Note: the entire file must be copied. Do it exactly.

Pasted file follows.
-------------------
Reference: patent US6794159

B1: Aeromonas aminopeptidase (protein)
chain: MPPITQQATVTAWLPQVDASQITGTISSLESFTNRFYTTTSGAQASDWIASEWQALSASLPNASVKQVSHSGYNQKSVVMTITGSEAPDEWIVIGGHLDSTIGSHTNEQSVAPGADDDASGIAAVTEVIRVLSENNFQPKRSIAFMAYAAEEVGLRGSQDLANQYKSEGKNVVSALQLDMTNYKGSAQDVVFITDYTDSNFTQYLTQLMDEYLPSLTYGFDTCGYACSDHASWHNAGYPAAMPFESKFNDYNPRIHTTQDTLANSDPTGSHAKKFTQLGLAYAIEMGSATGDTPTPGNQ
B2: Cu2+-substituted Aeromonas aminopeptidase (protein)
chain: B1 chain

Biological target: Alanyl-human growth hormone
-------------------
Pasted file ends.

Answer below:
Reference: patent US6794159

B1: Aeromonas aminopeptidase (protein)
chain: MPPITQQATVTAWLPQVDASQITGTISSLESFTNRFYTTTSGAQASDWIASEWQALSASLPNASVKQVSHSGYNQKSVVMTITGSEAPDEWIVIGGHLDSTIGSHTNEQSVAPGADDDASGIAAVTEVIRVLSENNFQPKRSIAFMAYAAEEVGLRGSQDLANQYKSEGKNVVSALQLDMTNYKGSAQDVVFITDYTDSNFTQYLTQLMDEYLPSLTYGFDTCGYACSDHASWHNAGYPAAMPFESKFNDYNPRIHTTQDTLANSDPTGSHAKKFTQLGLAYAIEMGSATGDTPTPGNQ
B2: Cu2+-substituted Aeromonas aminopeptidase (protein)
chain: B1 chain

Biological target: Alanyl-human growth hormone